THE ALEXANDER CEMETERY

HISTORY


Although some of the people associated with the Alexander Cemetery moved to Jasper County before he did, the history of the cemetery could be said to have begun when Thomas Alexander bought two 40 acre plots of land in Jasper county on March 10, 1856.  The Land Patent Map shows the location of both plots.  The first or northern section was the Southwest 40 Acre Plot of the Northeast Quarter Section of Section 14 in Township 28-N, Range 32-W.  The second or southern section was the Northeast 40 Acre Plot of the Northeast Quarter Section of Section 23 in Township 28-N, Range32-W.  The JC History Map (Jasper County) shows a residence in the southern section indicating that it is here that Thomas choose to build his family home.  The Satellite picture of the site today shows that the new house adjacent to the cemetery was built, close to if not at, the original Thomas Family home site.  The orange box indicates the approximate location of the cemetery with particular detail on the Satellite Close-Up map.

 

The Land Patents prove when he bought the land but there is nothing concrete to indicate exactly when the family arrived in Missouri.  Census data indicates that Thomas was born in South Carolina and married Mary T. Cauby (last name, uncertain) with their first five children being born in Illinois.  He moved his family to Iowa between the years 1838 and 1840 where his last four children were born.  There is nothing to indicate when they came to Missouri until the Missouri birth of his son Williamís first child Alice S., bc.1867.  The first definitive evidence was the birth of his son Benjaminís first child William T. (possibly Thomas) on July 17, 1869.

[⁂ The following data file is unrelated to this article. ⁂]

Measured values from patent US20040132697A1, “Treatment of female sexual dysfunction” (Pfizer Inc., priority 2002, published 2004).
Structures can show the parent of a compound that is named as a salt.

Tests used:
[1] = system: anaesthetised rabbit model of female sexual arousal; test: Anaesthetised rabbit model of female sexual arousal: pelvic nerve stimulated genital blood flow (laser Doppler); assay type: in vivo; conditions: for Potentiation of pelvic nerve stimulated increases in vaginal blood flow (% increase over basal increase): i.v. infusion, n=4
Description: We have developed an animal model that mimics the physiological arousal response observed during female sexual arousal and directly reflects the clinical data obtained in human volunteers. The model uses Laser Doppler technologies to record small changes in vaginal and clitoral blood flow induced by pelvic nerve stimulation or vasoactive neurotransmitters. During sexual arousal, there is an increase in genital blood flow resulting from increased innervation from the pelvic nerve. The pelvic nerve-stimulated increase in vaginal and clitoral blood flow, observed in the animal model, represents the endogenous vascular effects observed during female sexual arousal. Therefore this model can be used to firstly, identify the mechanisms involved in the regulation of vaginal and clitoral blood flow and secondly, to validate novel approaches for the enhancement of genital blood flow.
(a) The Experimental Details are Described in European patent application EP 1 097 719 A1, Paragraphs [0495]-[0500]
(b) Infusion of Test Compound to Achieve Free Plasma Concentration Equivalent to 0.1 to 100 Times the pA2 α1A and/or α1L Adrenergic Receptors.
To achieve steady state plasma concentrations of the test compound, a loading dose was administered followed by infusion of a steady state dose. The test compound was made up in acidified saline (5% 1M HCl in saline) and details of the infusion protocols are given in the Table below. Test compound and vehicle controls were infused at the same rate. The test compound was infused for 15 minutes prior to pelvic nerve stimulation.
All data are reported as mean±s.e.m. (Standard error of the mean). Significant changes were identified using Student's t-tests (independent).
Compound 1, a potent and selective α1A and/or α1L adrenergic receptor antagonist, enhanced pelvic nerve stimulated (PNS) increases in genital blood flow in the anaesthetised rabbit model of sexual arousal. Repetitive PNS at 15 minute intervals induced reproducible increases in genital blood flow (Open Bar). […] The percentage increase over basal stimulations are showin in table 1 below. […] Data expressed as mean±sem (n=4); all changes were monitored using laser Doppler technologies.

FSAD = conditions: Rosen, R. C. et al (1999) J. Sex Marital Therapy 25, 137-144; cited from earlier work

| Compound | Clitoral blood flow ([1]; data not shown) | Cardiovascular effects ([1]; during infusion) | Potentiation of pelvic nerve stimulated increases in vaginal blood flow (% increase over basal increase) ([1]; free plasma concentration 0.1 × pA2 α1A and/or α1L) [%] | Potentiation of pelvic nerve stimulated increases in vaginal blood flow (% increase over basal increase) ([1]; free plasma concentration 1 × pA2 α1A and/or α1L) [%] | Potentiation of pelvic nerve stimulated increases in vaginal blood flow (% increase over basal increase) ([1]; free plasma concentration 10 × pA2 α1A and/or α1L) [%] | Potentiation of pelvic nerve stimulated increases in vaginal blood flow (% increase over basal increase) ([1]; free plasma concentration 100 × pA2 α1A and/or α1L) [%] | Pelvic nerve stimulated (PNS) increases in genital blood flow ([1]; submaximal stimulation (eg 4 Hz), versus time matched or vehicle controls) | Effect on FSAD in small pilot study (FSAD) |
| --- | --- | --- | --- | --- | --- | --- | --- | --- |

Sadly, William T. Alexander would become the first person buried in Alexander Cemetery when he died on April 5, 1870 some three months before his first birthday.  His interment date marks the literal beginning of the Cemetery.  A little over a year later, on July 15, 1871 his cousin Thomas Wiley Osborn (named for both of his grandfathers; Thomas Alexander & William Wiley Osborn) died after only three days of life and became the second burial.  With baby Thomasí interment, two trends were set. 

 

First, and not surprisingly for a family cemetery, 14 Alexanders and 13 Osborns along with 2 married Alexanders were finally interred, for around 33% of the total.  Every Alexander and every Osborn along with Jenettie (Alexander) Arnold, Samantha (Alexander) Peak and Samanthaís infant child (sadly listed only as Son Peak) are directly descended from Thomas Alexander.  These individuals are indicated on the Full Tree by Orange rather that Black connecting lines.

 

Second, 3 of the first 5 and 7 of the first 10 burials were of infants under the age of 1 year with over 25% (23 total) of all those interned being children less than 10 years old.


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